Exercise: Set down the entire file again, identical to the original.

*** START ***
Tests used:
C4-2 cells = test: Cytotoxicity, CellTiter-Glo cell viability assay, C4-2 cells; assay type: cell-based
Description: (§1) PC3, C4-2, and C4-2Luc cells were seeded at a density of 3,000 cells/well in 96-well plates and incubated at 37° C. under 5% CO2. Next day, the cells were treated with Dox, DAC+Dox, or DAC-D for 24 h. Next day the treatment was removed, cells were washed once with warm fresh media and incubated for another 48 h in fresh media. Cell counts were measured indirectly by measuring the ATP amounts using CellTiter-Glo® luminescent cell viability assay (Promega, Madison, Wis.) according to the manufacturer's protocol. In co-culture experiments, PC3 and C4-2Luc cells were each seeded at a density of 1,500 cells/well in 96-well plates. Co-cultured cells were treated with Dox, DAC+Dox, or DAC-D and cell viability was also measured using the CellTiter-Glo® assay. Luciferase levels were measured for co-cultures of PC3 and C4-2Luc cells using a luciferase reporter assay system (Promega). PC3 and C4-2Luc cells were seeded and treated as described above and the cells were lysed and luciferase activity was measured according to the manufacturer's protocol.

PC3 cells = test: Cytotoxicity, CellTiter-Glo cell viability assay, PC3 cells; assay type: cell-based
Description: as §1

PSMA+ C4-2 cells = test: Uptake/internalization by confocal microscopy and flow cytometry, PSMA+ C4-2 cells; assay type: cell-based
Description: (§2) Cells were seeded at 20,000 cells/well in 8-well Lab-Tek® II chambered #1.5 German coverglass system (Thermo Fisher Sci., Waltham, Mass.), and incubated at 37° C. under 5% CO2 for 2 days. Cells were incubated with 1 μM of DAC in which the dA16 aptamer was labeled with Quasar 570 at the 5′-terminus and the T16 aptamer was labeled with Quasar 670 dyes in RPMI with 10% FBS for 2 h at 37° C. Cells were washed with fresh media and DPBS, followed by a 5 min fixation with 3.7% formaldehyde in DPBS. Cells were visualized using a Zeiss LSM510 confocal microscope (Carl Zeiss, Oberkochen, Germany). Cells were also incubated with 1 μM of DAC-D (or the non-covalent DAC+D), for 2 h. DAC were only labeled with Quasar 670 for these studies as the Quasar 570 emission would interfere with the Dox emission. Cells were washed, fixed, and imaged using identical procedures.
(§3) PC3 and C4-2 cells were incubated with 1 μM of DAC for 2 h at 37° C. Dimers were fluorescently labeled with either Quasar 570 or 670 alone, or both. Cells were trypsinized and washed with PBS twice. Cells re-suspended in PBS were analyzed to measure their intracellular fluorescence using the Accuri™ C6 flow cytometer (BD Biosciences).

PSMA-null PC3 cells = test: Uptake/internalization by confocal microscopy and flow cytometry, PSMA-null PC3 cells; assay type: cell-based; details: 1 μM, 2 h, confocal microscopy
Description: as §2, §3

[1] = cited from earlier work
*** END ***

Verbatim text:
Tests used:
C4-2 cells = test: Cytotoxicity, CellTiter-Glo cell viability assay, C4-2 cells; assay type: cell-based
Description: (§1) PC3, C4-2, and C4-2Luc cells were seeded at a density of 3,000 cells/well in 96-well plates and incubated at 37° C. under 5% CO2. Next day, the cells were treated with Dox, DAC+Dox, or DAC-D for 24 h. Next day the treatment was removed, cells were washed once with warm fresh media and incubated for another 48 h in fresh media. Cell counts were measured indirectly by measuring the ATP amounts using CellTiter-Glo® luminescent cell viability assay (Promega, Madison, Wis.) according to the manufacturer's protocol. In co-culture experiments, PC3 and C4-2Luc cells were each seeded at a density of 1,500 cells/well in 96-well plates. Co-cultured cells were treated with Dox, DAC+Dox, or DAC-D and cell viability was also measured using the CellTiter-Glo® assay. Luciferase levels were measured for co-cultures of PC3 and C4-2Luc cells using a luciferase reporter assay system (Promega). PC3 and C4-2Luc cells were seeded and treated as described above and the cells were lysed and luciferase activity was measured according to the manufacturer's protocol.

PC3 cells = test: Cytotoxicity, CellTiter-Glo cell viability assay, PC3 cells; assay type: cell-based
Description: as §1

PSMA+ C4-2 cells = test: Uptake/internalization by confocal microscopy and flow cytometry, PSMA+ C4-2 cells; assay type: cell-based
Description: (§2) Cells were seeded at 20,000 cells/well in 8-well Lab-Tek® II chambered #1.5 German coverglass system (Thermo Fisher Sci., Waltham, Mass.), and incubated at 37° C. under 5% CO2 for 2 days. Cells were incubated with 1 μM of DAC in which the dA16 aptamer was labeled with Quasar 570 at the 5′-terminus and the T16 aptamer was labeled with Quasar 670 dyes in RPMI with 10% FBS for 2 h at 37° C. Cells were washed with fresh media and DPBS, followed by a 5 min fixation with 3.7% formaldehyde in DPBS. Cells were visualized using a Zeiss LSM510 confocal microscope (Carl Zeiss, Oberkochen, Germany). Cells were also incubated with 1 μM of DAC-D (or the non-covalent DAC+D), for 2 h. DAC were only labeled with Quasar 670 for these studies as the Quasar 570 emission would interfere with the Dox emission. Cells were washed, fixed, and imaged using identical procedures.
(§3) PC3 and C4-2 cells were incubated with 1 μM of DAC for 2 h at 37° C. Dimers were fluorescently labeled with either Quasar 570 or 670 alone, or both. Cells were trypsinized and washed with PBS twice. Cells re-suspended in PBS were analyzed to measure their intracellular fluorescence using the Accuri™ C6 flow cytometer (BD Biosciences).

PSMA-null PC3 cells = test: Uptake/internalization by confocal microscopy and flow cytometry, PSMA-null PC3 cells; assay type: cell-based; details: 1 μM, 2 h, confocal microscopy
Description: as §2, §3

[1] = cited from earlier work